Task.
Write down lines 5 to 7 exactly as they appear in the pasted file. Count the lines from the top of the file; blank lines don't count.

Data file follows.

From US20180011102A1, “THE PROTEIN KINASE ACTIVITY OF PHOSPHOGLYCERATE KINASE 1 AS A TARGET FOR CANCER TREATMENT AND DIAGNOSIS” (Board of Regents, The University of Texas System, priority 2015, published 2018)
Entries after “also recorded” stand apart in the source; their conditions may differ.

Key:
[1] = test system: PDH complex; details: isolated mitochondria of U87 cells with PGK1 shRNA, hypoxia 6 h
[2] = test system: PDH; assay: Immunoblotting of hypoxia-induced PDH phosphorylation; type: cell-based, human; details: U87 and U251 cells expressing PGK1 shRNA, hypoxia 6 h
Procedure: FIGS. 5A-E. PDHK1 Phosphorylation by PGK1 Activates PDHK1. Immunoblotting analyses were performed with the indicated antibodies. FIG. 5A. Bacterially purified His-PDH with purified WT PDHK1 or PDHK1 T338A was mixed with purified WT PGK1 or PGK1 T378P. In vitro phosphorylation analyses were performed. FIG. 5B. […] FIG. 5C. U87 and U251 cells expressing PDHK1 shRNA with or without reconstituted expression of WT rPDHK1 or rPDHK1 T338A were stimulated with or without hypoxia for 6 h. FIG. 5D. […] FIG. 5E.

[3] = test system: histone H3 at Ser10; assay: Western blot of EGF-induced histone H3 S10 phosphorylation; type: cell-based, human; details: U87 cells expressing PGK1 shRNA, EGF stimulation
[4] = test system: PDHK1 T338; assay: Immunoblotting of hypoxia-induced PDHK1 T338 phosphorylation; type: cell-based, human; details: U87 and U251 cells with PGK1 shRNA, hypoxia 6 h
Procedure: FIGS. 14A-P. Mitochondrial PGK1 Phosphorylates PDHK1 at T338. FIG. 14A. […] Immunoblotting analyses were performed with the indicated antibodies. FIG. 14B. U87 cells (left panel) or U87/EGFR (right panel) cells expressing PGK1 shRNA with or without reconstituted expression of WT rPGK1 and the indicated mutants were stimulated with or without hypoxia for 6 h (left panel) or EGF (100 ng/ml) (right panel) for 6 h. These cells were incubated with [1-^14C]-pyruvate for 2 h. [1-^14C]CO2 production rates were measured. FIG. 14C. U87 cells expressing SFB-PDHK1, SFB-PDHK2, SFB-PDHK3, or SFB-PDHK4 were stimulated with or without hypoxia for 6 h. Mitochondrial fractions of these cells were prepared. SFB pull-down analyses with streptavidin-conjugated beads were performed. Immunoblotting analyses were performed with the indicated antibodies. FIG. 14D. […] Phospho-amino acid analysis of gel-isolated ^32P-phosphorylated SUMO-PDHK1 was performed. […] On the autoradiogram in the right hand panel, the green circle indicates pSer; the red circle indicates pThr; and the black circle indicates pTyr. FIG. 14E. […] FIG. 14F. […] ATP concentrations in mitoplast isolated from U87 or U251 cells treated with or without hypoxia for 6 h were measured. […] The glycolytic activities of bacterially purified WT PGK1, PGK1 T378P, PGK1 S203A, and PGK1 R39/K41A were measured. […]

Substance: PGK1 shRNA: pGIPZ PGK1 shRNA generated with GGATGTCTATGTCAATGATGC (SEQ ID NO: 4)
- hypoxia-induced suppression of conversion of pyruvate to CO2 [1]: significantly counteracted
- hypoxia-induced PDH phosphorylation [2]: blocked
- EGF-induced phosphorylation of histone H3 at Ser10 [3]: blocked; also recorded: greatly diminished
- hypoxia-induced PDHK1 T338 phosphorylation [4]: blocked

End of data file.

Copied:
[2] = test system: PDH; assay: Immunoblotting of hypoxia-induced PDH phosphorylation; type: cell-based, human; details: U87 and U251 cells expressing PGK1 shRNA, hypoxia 6 h
Procedure: FIGS. 5A-E. PDHK1 Phosphorylation by PGK1 Activates PDHK1. Immunoblotting analyses were performed with the indicated antibodies. FIG. 5A. Bacterially purified His-PDH with purified WT PDHK1 or PDHK1 T338A was mixed with purified WT PGK1 or PGK1 T378P. In vitro phosphorylation analyses were performed. FIG. 5B. […] FIG. 5C. U87 and U251 cells expressing PDHK1 shRNA with or without reconstituted expression of WT rPDHK1 or rPDHK1 T338A were stimulated with or without hypoxia for 6 h. FIG. 5D. […] FIG. 5E.

[3] = test system: histone H3 at Ser10; assay: Western blot of EGF-induced histone H3 S10 phosphorylation; type: cell-based, human; details: U87 cells expressing PGK1 shRNA, EGF stimulation